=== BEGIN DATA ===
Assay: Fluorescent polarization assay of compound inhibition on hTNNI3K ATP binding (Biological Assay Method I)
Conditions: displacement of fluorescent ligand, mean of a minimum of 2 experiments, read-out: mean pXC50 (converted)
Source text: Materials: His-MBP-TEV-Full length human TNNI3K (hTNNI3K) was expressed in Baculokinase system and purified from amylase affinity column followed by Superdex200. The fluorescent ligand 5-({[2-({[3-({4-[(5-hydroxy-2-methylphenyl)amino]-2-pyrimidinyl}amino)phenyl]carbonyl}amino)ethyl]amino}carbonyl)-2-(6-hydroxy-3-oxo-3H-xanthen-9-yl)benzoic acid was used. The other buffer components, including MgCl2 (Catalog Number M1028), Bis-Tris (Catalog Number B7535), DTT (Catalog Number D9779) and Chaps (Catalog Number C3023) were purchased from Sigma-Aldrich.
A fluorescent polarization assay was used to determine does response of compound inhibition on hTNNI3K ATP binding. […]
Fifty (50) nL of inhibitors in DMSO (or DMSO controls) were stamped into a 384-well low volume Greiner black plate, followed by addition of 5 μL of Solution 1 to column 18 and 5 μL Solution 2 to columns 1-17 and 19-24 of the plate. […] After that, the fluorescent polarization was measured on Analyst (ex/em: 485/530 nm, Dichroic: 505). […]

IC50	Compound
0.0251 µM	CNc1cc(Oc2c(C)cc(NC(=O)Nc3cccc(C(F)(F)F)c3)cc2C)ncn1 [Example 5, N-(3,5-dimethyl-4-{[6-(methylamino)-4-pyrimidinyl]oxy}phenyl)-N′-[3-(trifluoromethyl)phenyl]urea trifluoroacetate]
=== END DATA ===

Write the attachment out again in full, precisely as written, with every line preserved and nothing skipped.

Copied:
Assay: Fluorescent polarization assay of compound inhibition on hTNNI3K ATP binding (Biological Assay Method I)
Conditions: displacement of fluorescent ligand, mean of a minimum of 2 experiments, read-out: mean pXC50 (converted)
Source text: Materials: His-MBP-TEV-Full length human TNNI3K (hTNNI3K) was expressed in Baculokinase system and purified from amylase affinity column followed by Superdex200. The fluorescent ligand 5-({[2-({[3-({4-[(5-hydroxy-2-methylphenyl)amino]-2-pyrimidinyl}amino)phenyl]carbonyl}amino)ethyl]amino}carbonyl)-2-(6-hydroxy-3-oxo-3H-xanthen-9-yl)benzoic acid was used. The other buffer components, including MgCl2 (Catalog Number M1028), Bis-Tris (Catalog Number B7535), DTT (Catalog Number D9779) and Chaps (Catalog Number C3023) were purchased from Sigma-Aldrich.
A fluorescent polarization assay was used to determine does response of compound inhibition on hTNNI3K ATP binding. […]
Fifty (50) nL of inhibitors in DMSO (or DMSO controls) were stamped into a 384-well low volume Greiner black plate, followed by addition of 5 μL of Solution 1 to column 18 and 5 μL Solution 2 to columns 1-17 and 19-24 of the plate. […] After that, the fluorescent polarization was measured on Analyst (ex/em: 485/530 nm, Dichroic: 505). […]

IC50	Compound
0.0251 µM	CNc1cc(Oc2c(C)cc(NC(=O)Nc3cccc(C(F)(F)F)c3)cc2C)ncn1 [Example 5, N-(3,5-dimethyl-4-{[6-(methylamino)-4-pyrimidinyl]oxy}phenyl)-N′-[3-(trifluoromethyl)phenyl]urea trifluoroacetate]